UNITED STATES, April 2013 (The Atlantic): Jai Subedi still doesn't know why Mitra Mishra killed himself. Subedi, a case manager for Bhutanese refugees at Interfaith Works Center for New Americans in Syracuse, NY, was with the 20-year-old Mishra at Schiller Park the evening of July 3, 2010. "We played soccer just the previous day until 6 p.m. and he was totally fine," Subedi said. On Independence Day, early morning walkers found Mishra's body hanging from a tree at the soccer field.
Mishra's death is part of a troubling pattern among Bhutanese refugees resettled in the U.S. The federal Office of Refugee Resettlement (ORR) began to notice a pattern. Ultimately, 16 suicides were confirmed among U.S. resident Bhutanese refugees as of February 2012. The International Organization for Migration (IOM) had noticed a similar trend among the Bhutanese in the camps in Nepal. IOM documented 67 suicides and 64 attempts between 2004 and 2010. The numbers were high, but without a statistical comparison, it was hard to know how bad the problem was.
ORR tasked the Center for Disease Control and Prevention and the Refugee Health Technical Assistance Center of the Massachusetts Public Health Department with investigating. By interviewing close contacts of the deceased (typically family members), the study team performed "psychological autopsies" on 14 of the 16 U.S. suicide victims. They also did a broader survey of the general Bhutanese refugee population to determine the rates of suicidal thinking and mental health conditions.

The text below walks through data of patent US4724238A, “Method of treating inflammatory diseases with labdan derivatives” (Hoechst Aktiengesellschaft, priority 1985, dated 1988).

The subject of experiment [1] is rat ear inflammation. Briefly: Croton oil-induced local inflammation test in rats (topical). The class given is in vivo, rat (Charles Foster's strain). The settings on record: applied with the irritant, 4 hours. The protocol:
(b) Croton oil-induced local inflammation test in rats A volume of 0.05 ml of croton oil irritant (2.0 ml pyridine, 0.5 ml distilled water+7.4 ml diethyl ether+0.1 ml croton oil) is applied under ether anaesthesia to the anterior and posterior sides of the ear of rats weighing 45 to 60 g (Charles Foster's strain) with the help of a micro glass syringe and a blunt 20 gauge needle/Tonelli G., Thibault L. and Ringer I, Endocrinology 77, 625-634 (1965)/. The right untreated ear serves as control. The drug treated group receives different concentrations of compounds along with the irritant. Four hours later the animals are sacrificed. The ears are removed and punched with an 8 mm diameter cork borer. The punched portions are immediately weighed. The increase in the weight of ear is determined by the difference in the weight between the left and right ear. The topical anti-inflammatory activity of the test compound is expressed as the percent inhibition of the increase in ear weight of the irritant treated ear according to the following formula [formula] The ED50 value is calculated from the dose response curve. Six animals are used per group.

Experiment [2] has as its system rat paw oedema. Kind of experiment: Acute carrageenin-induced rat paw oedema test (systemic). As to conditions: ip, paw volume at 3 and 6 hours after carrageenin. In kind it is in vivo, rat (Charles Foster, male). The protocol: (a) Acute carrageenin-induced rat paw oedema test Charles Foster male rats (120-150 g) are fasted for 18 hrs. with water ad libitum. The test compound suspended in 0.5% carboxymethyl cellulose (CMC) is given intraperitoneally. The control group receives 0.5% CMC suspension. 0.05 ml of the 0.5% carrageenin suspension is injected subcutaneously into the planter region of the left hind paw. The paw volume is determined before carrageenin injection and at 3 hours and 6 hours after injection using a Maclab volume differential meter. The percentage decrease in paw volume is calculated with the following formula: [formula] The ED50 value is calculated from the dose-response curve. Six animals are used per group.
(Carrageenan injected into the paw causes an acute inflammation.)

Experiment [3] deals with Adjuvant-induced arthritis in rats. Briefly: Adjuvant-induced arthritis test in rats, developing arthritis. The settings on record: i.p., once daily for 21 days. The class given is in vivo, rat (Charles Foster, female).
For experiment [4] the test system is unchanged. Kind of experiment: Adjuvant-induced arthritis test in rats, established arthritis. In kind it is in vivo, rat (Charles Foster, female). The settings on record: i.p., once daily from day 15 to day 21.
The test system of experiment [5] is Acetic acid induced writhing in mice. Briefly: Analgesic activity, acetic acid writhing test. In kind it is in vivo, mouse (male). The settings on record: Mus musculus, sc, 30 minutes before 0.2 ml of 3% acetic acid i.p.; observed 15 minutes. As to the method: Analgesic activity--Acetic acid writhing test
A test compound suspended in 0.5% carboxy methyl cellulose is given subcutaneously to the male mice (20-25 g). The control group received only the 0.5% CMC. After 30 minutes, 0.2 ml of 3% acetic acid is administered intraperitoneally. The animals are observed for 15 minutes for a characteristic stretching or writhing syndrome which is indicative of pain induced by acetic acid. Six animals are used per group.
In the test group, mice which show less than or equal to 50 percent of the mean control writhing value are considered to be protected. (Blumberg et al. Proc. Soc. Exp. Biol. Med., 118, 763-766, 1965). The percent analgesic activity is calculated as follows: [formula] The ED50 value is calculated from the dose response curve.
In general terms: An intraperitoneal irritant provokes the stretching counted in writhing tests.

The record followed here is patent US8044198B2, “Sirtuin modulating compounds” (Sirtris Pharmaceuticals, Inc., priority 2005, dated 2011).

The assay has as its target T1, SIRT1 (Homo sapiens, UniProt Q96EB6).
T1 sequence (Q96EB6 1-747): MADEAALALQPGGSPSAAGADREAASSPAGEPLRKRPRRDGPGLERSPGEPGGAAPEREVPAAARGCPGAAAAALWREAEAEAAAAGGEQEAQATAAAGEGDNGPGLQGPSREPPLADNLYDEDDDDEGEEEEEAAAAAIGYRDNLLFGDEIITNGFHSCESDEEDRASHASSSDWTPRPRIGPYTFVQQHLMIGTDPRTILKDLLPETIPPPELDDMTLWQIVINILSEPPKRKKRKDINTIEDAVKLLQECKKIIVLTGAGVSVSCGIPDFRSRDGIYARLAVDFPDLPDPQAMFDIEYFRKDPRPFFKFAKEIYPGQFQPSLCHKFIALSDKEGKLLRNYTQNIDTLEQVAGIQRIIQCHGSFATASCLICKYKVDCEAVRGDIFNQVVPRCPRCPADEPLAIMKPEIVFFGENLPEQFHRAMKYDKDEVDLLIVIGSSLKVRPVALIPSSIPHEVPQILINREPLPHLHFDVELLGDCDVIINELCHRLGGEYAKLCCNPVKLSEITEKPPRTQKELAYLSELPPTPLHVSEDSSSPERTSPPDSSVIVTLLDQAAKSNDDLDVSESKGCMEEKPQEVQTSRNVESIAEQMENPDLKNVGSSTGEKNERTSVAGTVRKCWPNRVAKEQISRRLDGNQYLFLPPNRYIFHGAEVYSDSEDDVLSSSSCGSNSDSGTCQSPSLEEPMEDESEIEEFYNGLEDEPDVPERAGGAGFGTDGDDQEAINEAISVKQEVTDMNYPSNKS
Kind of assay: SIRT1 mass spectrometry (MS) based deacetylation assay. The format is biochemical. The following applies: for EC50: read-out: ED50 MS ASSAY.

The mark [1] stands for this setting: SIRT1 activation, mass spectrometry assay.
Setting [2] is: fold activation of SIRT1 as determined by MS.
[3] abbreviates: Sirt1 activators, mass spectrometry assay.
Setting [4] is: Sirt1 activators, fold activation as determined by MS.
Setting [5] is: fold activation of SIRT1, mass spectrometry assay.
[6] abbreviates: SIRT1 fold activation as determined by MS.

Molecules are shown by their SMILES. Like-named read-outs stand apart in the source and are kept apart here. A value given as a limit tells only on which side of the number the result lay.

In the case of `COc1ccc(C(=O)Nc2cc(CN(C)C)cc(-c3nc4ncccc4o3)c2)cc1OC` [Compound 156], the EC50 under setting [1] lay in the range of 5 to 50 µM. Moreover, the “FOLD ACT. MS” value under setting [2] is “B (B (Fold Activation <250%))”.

The study team confirmed the government's suspicions; the problem was endemic. The global suicide rate per 100,000 people--how suicide rates are calculated--is 16, and the rate for the general U.S. population is 12.4. The Bhutanese rate is much higher: 20.3 among U.S. resettled refugees and 20.7 among the refugee camp population. A handful of suicides were reported among other refugee groups during the same period as the CDC study, but nothing like the number among the Bhutanese.
The rate of depression among the Bhutanese surveyed was 21 percent, nearly three times that of the general U.S. population (6.7 percent). In addition to depression, risk factors for suicide included not being the family's provider, feelings of limited social support, and having family conflict after resettlement. Most of the suicides were within a year of resettlement to the U.S. and, in all cases, the victims hanged themselves.
Post-migration difficulties that the victims faced offer clues about their possible motivations. Most are unable to communicate with their host communities. Many were also plagued by worries about family back home and over the difficulty of maintaining cultural and religious traditions. Most of the victims were unemployed. While few had previous mental health diagnoses, mental health conditions were probably significantly under-diagnosed in the camps where medical care was basic at best.